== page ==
A talk with Sunny and Dana, the heroines of Shirley’s books
When fellow author Vicky Burkholder invited me to guest post, I asked two of my main characters to join me. They didn’t seem all that eager.
“What’s the problem?” I’d been wrestling with words all day. Who needs moodiness from my imaginary beings?
“Isn’t this a tad weird?” Sunny’s voice was taut with attitude.
“Weird? How?” Dana asked.
“We’re characters in books and we’re chatting as if we’re real people.”
“Not so odd.” Dana scratched a mosquito bite. “We’re friends in the books. By the way, my trip to Florida was great. Except for a few mosquito bites.”
“Don’t say anything about who you went with on vacation,” Sunny said. “We don’t want any spoilers. Not everyone has read your book.” She gave Dana a stern look.
“It’s not my book,” Dana said. “It’s Shirley’s book.”
“Don’t quibble,” I said. As if they’d listen to me.
“I guess we should introduce ourselves. I’m Sunny Chanel, the main character in Middle Ageish, Shirley’s first novel.
“I’m Dana, Sunny’s BFF in her book.”
“You have your own book now, though. How do you feel about that?”
“You sound like my therapist.”
“The two of you bicker inside my head all day long,” I interrupted. “It’s unnerving.”
“I’m the one with a therapist, not you.” Sunny stepped around me to confront Dana.
“Remember, no spoilers,” Dana chided.
“Sorry.” Sunny looked embarrassed. “Aren’t we supposed to be introducing Shirley?”
“You start.” Dana gestured with her chin. “Give the readers a heads-up about her background. Why she wrote the book.”
“I’ve always wondered myself.” Sunny looked at me. “You did a lot of online dating and took notes in the ladies room, didn’t you? When you were on a meet.”
“I’ll admit it.” I put my hands up in surrender. My dirty little secret was out. At least they weren’t bickering.
“Let me get this straight. You’re on a date. You excuse yourself to go to the restroom. And take notes in the toilet stall? Seriously?”
“Pretty much,” I said.
“It’s true,” Sunny said. “You wouldn’t believe how many guys I had to do the ole meet-and-greet with to keep the story moving forward. Shirley planned it all in the restroom.” She gave a little sneer. “How romantic.”
“I don’t write books in the toilet,” I protested. “Notes. I took a few notes.
“We’ve all heard the advice writers get.” Sunny fixed me with a look that said I wasn’t getting away with anything. “Write about what you know.”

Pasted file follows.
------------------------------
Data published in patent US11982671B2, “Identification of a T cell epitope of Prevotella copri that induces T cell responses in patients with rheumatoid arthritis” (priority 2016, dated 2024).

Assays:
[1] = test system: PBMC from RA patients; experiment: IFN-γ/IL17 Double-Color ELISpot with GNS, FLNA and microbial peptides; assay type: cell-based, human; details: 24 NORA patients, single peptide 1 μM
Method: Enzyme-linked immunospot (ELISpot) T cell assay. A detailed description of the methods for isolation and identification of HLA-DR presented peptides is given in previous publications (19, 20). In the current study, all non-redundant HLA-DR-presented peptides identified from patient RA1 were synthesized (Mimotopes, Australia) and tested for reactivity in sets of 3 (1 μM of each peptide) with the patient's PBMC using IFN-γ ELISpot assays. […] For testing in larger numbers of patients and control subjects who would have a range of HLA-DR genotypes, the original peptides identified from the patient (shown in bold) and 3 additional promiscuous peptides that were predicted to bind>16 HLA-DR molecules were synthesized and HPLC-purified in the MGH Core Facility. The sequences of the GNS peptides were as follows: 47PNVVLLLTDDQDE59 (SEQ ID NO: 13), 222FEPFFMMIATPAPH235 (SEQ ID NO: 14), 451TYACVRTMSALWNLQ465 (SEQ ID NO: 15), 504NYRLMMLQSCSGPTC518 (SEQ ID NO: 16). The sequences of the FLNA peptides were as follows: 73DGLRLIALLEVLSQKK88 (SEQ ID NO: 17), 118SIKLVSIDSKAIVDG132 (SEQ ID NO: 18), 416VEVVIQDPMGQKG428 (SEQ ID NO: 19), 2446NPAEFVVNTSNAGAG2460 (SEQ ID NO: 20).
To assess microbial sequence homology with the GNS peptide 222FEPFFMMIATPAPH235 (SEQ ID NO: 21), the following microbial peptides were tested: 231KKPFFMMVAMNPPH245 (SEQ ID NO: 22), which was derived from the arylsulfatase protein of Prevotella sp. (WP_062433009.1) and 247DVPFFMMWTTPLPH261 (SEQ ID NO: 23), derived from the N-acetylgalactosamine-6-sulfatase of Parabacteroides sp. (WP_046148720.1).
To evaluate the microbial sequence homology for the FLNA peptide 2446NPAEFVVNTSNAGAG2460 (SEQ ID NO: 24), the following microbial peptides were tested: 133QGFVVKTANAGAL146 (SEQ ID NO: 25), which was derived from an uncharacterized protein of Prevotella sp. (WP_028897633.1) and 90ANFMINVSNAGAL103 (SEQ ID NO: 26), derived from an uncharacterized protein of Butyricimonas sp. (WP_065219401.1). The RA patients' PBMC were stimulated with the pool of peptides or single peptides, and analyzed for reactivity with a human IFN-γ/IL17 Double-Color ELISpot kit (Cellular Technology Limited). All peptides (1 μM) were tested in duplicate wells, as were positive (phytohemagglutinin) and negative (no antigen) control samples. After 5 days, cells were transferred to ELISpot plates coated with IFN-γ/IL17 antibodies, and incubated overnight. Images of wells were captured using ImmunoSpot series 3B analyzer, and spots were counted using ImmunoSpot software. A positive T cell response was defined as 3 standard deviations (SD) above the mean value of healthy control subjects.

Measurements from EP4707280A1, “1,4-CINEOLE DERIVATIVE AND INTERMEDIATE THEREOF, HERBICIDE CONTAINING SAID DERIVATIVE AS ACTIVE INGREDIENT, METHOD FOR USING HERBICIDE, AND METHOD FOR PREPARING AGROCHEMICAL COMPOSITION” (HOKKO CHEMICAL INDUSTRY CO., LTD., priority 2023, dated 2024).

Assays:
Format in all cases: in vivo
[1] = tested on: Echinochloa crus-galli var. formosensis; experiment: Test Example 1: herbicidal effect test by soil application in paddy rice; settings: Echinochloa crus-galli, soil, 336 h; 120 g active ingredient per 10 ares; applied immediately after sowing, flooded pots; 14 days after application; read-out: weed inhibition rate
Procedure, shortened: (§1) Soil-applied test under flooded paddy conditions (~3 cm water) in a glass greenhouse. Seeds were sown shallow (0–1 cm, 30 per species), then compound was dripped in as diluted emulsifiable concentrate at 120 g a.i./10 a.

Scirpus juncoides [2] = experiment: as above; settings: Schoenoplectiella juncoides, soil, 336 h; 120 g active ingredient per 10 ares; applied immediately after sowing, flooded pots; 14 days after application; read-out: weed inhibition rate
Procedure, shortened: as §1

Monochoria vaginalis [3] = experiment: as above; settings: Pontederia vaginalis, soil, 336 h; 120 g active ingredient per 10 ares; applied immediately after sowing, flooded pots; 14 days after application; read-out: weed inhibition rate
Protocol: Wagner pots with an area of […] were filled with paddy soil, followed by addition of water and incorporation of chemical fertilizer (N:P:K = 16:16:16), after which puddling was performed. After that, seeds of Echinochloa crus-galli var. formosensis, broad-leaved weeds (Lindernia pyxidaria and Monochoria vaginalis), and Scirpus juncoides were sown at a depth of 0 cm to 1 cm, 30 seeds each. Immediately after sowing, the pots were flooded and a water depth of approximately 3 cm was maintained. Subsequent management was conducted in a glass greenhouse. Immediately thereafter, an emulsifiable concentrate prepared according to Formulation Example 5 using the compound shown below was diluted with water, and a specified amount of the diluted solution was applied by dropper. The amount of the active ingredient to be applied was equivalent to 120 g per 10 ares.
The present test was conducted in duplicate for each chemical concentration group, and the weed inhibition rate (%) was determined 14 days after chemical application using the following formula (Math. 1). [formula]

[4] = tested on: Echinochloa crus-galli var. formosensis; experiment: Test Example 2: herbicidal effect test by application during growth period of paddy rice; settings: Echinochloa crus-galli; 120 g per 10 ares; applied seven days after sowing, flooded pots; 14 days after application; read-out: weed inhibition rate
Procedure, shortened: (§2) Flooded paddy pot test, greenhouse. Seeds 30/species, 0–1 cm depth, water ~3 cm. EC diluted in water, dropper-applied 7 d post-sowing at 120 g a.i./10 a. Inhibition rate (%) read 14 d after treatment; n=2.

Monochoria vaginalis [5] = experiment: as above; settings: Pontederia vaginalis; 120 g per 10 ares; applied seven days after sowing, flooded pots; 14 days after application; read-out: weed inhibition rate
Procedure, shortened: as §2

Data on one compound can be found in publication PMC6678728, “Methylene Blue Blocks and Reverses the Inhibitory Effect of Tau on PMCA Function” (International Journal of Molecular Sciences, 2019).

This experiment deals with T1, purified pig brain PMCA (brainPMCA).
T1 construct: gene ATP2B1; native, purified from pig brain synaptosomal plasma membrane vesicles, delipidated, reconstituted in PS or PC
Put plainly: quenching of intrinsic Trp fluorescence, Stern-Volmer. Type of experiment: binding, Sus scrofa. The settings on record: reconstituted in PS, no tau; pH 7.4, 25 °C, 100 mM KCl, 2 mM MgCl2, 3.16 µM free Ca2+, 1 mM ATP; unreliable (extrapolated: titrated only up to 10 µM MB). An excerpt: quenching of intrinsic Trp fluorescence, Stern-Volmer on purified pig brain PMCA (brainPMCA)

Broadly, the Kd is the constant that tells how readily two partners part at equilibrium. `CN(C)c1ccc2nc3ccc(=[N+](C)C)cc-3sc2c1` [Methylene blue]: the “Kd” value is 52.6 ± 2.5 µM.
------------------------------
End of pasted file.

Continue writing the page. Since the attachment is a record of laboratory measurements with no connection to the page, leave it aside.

“So I’ve heard,” Dana said. “We’re getting off track here. The book is about starting over. Not so easy when you’re a little older. Shirley knows because she started over. She was living in Crete, teaching English. She and her husband ended their marriage.
“Right, sorry about my tirade,” Sunny said. “Shirley moved back to Connecticut and started over.
“We met when you moved from Paris to New Haven and enrolled in the grad program.” Dana crossed her legs and scratched her mosquito bites again. “Just like Shirley.”
“Are you saying the book is autobiographical?” Dana asked Sunny.
“Ask Shirley,” Sunny said. “I think all writing is somewhat autobiographical.”
“My marriage was circling the drain.” No point in denying the similarities in the book to my own life. “Look, relationships aren’t easy. It’s a wonder two people come together, much less stay together.”
“In Middle Ageish, I issue the dating challenge that starts the ball rolling,” Sunny said.
“I made up that dating contest,” I said.
“Yeah, probably after three glasses of wine.” Sunny looked around the living room. “I could use a glass of wine.”
“Hey.” Dana poked Sunny in the arm. “We’re guests here.”
Sunny gave Dana a look. “Shirley forced me to date. A lot. And broke my heart.”
“No spoilers!” I’d had it up to my eyelashes with my characters. Especially Sunny.
“Dana, you’re the heroine in Eat Your Heart Out. Can you say a little something about––”
“Friendship,” said Dana. “Women. Men. Two foodies. We sauté together, banter, and dance around each other. There’s some serious stuff too. A few issues.”
“Shirley said she writes to make readers laugh,” said Sunny.
They exchanged a knowing look.
“I’d second that emotion, don’t you agree?” Dana looked proud of her song-quoting skills.
The three of us burst out giggling.
Blurb for Eat Your Heart Out
When a tyrant in stilettos replaces her beloved boss, and her ex snags her coveted job, teacher Dana Narvana discovers there are worse things than getting dumped on Facebook. Even at her age. Time for the BFF advice squad, starting with Dana’s staunchest ally, Alex. Hunky colleague, quipster, and cooking pal extraordinaire. But when the after hours smooching goes nowhere, she wonders why this grown man won’t make up his mind.
Actor turned teacher Alex Bethany craves a family of his own and his new lifestyle gives him the confidence to try online dating. Meanwhile he’s sending Dana mixed messages in the kissing department. After a surprising event rocks his world, Alex panics, certain he’s blown his chances with his special person. From appetizers to the main course will these two cooking buddies make it to dessert?
Funny and bittersweet, Dana and Alex’s story will have you rooting for them all the way to dessert.
About the Author
Shirley Goldberg is a writer, novelist, and former ESL and French teacher who’s lived in Paris, Crete, and Casablanca. She writes about men and women of a certain age starting over. Her website http://midagedating.com offers a humorous look at living single and dating in mid life. Shirley is the author of two rom coms. Eat Your Heart Out and Middle Ageish, both in the series Starting Over. Shirley’s friends nag her to tell them which stories are true in her novels. Her characters believe you should never leave home without your sense of humor and Shirley agrees.